What does Voter Suppression look like (and what to do about it)…

Arm going through a maze to cast ballot.


2020 was my first year as a poll worker in Arkansas. I wanted a better understanding of the process and also, during COVID, I knew they would be shorthanded. I had also heard about voter suppression and I wanted to see with my own eyes if it was even possible.

Overview and Process

In my experience, I found voter suppression, at least in Arkansas, is more challenging once a voter walks through the door. It’s not impossible, but it’s certainly more challenging. Something people like Stacey Abrams and Andrea Miller have told us for years.


On my first day of training I came in and found there were several older white individuals, and two people of color. What I found interesting is I didn’t see either of the people of color while I was working the polls. They may have been there on days I wasn’t. I did see one Black female working at the polling station, but she wasn’t in my training session. I noted the lack of representation at polling locations, which was a contrast to other states I have voted.

Suggested Solutions

My day job isn’t only to point out problems in efficiency, it is also to propose solutions to those problems. Voters can take action to protect themselves from being suppressed. We voters alone have the power to ensure our voter registration file:

  1. Address is correct and up-to-date
  2. Spelled our name correctly
  3. Has a matching ID (where required — your local party should be willing to help with this, or at least give you resources to help)

Value your Right to Vote

It’s not enough to tell people to vote. We also need to treat our ability to vote like it is insurance. You may not need it and you may not ever want to use it, but when you do decide to, it’s critical you have it. If we treat voting like it’s insurance, we should mark our calendar so every year we make sure our voter registration is up to date and active. Make it part of your Independence Day celebration!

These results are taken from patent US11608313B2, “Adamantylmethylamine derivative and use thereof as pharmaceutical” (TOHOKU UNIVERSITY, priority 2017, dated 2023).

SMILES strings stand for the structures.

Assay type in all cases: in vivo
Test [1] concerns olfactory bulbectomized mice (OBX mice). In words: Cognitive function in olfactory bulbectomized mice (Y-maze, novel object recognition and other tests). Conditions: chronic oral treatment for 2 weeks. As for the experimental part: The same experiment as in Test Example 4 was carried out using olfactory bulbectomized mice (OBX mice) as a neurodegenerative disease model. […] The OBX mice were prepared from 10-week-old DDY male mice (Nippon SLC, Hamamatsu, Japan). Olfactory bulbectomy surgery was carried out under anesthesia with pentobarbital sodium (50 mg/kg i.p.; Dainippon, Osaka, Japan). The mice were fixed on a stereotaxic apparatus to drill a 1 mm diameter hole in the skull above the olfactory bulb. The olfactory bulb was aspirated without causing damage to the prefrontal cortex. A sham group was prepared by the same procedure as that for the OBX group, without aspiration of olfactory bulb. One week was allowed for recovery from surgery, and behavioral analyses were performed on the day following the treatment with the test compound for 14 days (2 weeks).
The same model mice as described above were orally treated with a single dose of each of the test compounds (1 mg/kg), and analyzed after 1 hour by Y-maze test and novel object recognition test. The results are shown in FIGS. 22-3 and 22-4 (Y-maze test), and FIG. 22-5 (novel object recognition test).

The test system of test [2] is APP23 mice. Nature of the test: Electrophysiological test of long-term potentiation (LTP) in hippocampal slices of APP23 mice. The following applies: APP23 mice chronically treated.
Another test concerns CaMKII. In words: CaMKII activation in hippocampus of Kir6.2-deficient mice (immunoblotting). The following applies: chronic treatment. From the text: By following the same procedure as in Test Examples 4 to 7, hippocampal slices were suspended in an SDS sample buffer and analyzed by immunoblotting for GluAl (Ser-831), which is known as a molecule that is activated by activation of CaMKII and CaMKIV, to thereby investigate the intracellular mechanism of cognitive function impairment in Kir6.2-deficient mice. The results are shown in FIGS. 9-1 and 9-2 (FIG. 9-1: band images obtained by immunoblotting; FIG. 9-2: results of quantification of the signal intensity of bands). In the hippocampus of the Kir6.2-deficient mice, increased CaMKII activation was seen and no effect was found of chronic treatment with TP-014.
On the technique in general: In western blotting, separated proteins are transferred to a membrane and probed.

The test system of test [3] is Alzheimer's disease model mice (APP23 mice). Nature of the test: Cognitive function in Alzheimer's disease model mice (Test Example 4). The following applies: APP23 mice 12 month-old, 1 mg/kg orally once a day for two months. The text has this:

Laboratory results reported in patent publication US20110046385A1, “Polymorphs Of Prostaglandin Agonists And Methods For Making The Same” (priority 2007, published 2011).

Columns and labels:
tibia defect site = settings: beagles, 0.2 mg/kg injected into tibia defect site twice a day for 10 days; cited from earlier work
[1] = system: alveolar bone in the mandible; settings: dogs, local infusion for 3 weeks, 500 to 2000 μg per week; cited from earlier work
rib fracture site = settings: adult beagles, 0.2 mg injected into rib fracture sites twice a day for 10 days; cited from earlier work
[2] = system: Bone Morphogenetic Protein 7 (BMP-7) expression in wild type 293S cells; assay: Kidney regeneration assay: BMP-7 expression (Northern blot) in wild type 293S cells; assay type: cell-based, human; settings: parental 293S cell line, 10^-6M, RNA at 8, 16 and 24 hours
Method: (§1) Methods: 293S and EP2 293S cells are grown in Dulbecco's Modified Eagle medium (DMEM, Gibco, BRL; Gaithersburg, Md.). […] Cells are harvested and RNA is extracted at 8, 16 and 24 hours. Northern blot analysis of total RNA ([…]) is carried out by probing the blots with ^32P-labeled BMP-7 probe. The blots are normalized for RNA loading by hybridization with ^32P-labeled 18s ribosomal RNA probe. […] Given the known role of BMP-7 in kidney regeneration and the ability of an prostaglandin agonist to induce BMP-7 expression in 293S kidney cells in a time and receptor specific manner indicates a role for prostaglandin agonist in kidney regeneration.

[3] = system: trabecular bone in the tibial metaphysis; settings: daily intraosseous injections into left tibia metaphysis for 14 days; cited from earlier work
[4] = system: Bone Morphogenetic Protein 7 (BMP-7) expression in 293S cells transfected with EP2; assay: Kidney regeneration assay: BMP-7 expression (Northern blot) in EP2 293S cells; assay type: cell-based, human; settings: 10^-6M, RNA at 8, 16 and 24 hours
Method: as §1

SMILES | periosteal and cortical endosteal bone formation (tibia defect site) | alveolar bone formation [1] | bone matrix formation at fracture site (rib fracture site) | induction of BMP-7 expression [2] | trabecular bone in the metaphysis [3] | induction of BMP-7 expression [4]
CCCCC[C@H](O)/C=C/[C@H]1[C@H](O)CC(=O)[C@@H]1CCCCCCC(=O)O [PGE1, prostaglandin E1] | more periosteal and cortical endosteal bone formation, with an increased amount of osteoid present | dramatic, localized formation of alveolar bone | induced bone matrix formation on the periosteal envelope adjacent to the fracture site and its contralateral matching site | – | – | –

Participate in all Elections

Be an active participant in each and every election when possible, even the smaller elections. Flex your voting muscle! The issues on the ballot affect you, and the lives of those around you.

Check your Voter Registration Information

Make sure your valid ID and your registration match. If you are in a state where you have to have an ID to vote, ensure your ID matches your address. If you move, make sure the DMV is the place where you update your voter registration address. If it’s not, find out how to update your address. Go to Vote.gov, select your state and follow the instructions. Fill out any required forms and physically take them to your County Clerk’s office (rather than send them in).

Check the Voting Laws

Voting laws are specific to each state.

Scripts for Poll Workers (at the voting machines)

For polling places, it would be great to develop and have a script for poll workers to reference (that is agreed upon by all party representatives) to help voters at the polling place. Go over it during training. Poll workers should be instructed to not deviate from the script. Have the script visible if possible (perhaps posted on the side of the voting booths or on the walls behind them). That would have also stopped a poll worker from looking at the voters’ machines while they were voting.

Instructions to Help Voters

Develop and post educational material (approved by all parties) on the walls, or in the voting booths for the users. If voters had the ability to educate themselves on how to work the machines, we might have avoided some of the issues that occurred.

Checklists for Poll Workers to Follow (checking in voters)

I’m a programmer, so I think a lot about flowcharts and how the computer processes information. Along these lines, I think it would have been very helpful if the poll workers checking in the voters had had a checklist of solutions and options for what to do in various situations.

Be a Poll Worker!

Be a poll worker at least once in your life! Do it when you are young. Hopefully, it will be so rewarding, you’ll continue. Do it for the smaller elections if you can, and also the larger elections.

Data Strategist at Data and Dots Analytics, Inc - Closet organizer of data. Loves nature, cats, video games and LEGO building.